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China to take a global step forward

By GILES CHANCE (China Daily) Updated: 2015-05-25 10:42

China to take a global step forward


Membership in the elite reserve-currency club beckons, but it brings with it some obligations

Just when we were getting accustomed to China's diplomatic success in bringing Europe and Asia together to launch the Asian Infrastructure Investment Bank, along comes another big test of China's position in the global pecking order.

Next month the International Monetary Fund in Washington will consider if there should be any changes in the composition of the Special Drawing Rights, a synthetic currency the IMF created for issue to central banks. This review comes every five years, and although changes can be made within the five-year time frame, it would be highly unusual to revisit the subject before 2020. The SDR is composed of the dollar, euro, British pound and Japanese yen, with the dollar and euro making up 72 percent. The key issue that the IMF board will be considering is whether the Chinese currency should join the other four currencies as a global reserve currency.

Although the IMF will not announce its final decision until October, by the end of next month an idea will be forming of the renminbi's chances this time.

Global reserve status means that a currency takes on a special position in the global financial markets as a store of value to investors, as a unit of measurement for multinational balance sheets and as a currency used in international trade. Investors would feel comfortable holding their assets in the currency, because they believe that its value will be maintained, and their assets can be accessed cheaply and easily. So the currency has to offer a high degree of convenience and safety to international traders and investors. These characteristics in turn strengthen the currency's appeal to its own people.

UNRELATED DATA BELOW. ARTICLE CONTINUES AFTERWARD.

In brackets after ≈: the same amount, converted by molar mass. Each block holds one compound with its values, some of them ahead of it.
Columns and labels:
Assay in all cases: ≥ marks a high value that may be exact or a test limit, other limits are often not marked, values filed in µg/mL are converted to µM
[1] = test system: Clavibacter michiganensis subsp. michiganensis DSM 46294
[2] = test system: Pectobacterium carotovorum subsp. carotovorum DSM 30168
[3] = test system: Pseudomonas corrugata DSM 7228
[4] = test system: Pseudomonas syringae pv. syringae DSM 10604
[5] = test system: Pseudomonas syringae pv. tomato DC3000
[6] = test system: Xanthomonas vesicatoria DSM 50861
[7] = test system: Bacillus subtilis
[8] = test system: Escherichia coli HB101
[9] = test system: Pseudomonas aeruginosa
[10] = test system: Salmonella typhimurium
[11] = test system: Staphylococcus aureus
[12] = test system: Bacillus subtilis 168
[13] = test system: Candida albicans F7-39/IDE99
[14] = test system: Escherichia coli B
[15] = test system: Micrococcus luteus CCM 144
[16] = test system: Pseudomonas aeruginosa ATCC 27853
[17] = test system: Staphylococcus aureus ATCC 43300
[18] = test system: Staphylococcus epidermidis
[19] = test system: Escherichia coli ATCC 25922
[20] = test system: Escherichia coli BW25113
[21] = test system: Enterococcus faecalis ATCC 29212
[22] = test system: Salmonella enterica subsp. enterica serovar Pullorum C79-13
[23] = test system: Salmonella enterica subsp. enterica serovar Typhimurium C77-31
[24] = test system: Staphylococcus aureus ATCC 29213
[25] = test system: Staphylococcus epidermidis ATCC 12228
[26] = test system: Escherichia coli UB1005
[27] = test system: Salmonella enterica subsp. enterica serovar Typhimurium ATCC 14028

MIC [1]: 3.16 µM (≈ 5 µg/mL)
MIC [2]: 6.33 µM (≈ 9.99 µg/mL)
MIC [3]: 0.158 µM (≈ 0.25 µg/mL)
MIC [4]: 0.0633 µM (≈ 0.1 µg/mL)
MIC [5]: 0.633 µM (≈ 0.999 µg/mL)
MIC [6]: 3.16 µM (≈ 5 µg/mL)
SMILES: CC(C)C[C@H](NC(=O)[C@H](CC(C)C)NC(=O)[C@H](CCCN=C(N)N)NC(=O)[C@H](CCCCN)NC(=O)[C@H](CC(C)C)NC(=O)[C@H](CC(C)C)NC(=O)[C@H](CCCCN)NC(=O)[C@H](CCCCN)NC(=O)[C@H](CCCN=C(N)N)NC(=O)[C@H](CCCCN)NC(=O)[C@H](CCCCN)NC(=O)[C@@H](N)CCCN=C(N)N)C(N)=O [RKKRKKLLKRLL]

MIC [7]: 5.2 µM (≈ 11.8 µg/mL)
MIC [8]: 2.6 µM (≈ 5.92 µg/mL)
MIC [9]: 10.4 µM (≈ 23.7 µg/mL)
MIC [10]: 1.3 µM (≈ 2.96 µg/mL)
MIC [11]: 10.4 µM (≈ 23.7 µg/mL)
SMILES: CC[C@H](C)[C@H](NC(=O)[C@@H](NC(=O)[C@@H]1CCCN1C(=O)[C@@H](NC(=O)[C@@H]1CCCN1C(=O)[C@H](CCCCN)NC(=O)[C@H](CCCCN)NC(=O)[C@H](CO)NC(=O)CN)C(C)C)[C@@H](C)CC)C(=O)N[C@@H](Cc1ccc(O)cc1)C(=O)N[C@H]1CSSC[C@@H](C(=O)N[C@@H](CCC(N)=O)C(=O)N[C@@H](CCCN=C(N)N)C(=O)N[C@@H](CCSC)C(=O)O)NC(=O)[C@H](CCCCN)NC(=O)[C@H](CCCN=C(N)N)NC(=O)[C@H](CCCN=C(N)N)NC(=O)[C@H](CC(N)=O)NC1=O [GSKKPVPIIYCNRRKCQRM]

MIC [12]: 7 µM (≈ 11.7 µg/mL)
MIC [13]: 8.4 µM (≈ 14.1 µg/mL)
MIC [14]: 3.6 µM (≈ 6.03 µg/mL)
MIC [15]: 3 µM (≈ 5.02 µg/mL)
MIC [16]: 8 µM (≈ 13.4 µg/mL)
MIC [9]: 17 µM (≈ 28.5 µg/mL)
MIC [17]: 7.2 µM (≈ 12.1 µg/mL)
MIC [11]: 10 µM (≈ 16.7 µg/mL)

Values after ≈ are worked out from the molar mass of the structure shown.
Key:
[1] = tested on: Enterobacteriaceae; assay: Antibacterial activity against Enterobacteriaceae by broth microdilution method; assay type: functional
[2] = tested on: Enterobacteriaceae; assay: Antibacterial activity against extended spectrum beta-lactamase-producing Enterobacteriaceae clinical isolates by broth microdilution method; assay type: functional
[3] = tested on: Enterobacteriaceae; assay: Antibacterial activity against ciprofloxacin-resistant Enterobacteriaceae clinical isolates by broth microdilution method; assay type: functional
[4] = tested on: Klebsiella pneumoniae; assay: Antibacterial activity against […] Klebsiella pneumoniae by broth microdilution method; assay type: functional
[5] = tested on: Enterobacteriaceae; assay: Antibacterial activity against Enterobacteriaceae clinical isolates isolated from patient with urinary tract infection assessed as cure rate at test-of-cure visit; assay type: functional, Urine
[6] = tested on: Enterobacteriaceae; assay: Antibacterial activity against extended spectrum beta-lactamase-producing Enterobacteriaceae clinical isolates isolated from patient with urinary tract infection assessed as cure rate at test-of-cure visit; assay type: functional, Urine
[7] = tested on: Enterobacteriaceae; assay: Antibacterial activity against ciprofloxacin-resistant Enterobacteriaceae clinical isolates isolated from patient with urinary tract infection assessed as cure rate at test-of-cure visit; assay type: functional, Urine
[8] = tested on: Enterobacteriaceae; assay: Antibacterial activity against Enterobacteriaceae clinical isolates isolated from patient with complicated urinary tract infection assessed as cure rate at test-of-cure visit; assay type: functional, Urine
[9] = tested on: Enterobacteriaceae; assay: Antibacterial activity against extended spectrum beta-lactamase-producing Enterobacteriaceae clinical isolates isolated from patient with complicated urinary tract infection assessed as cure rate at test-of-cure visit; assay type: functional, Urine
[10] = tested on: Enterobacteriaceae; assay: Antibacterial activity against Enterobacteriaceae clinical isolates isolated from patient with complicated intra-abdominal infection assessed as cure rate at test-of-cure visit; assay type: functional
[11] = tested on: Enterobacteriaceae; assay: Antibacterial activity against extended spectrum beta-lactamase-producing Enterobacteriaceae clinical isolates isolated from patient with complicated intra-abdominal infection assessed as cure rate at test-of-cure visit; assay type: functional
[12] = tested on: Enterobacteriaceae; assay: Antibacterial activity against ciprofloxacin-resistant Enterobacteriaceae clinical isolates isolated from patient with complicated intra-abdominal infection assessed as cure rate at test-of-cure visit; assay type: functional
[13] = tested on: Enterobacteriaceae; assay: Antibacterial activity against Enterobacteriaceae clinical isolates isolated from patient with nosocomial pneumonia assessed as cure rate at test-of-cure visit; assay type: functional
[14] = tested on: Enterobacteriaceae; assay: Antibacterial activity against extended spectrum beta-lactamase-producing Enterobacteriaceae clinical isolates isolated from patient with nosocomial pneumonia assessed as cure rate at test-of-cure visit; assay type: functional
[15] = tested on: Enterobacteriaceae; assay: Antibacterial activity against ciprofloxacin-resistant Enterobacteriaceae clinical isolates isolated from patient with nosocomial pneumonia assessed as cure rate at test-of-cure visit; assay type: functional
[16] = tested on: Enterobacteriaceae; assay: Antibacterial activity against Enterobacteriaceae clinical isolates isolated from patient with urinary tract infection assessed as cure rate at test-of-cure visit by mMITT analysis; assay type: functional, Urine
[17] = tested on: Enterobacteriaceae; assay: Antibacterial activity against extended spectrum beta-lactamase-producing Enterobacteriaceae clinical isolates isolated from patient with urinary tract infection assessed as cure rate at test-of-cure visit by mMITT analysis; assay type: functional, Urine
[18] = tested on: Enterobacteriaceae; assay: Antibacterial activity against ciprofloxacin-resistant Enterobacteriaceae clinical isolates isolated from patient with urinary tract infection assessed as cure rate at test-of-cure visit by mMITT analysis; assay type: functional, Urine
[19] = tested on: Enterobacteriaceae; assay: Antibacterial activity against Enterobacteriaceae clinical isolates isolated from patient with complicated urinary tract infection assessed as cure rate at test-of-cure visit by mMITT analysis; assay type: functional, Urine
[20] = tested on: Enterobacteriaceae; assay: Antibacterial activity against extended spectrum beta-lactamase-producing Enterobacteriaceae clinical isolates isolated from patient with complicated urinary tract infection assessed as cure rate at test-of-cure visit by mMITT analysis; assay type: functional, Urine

The currency markets have long memories and are very conservative. The British pound ceased being the dominant currency in the world nearly a century ago, and although the United Kingdom economy does not have the important global position it once had, the pound is still one of the four global reserve currencies.

It is not easy for the renminbi to become a reserve currency. But if it happened, it would have major consequences for China's position in the world. The global equity index, the Morgan Stanley Capital International Index, will include the Chinese onshore equity market, valued at about $9 trillion which makes it the world's second-largest, after that of the United States. The Chinese mainland's share of the global equity index would rise from about 2.5 percent to more than 10 percent. A large proportion of global equity investment is made through funds fixed to the MSCI index. Funds have to match index changes. With the MSCI index accounting for $48 trillion of global equity capital, index changes would bring several trillion dollars worth of investors' money into China, likely reducing Chinese interest rates.

Over the longer term, China's capital markets would become much more closely linked to the rest of the world. The Hong Kong-Shanghai Stock Connect program, which started in November, and the Shanghai free trade zone have already started this process. The inclusion of the renminbi as a member of the SDR will accelerate it significantly.

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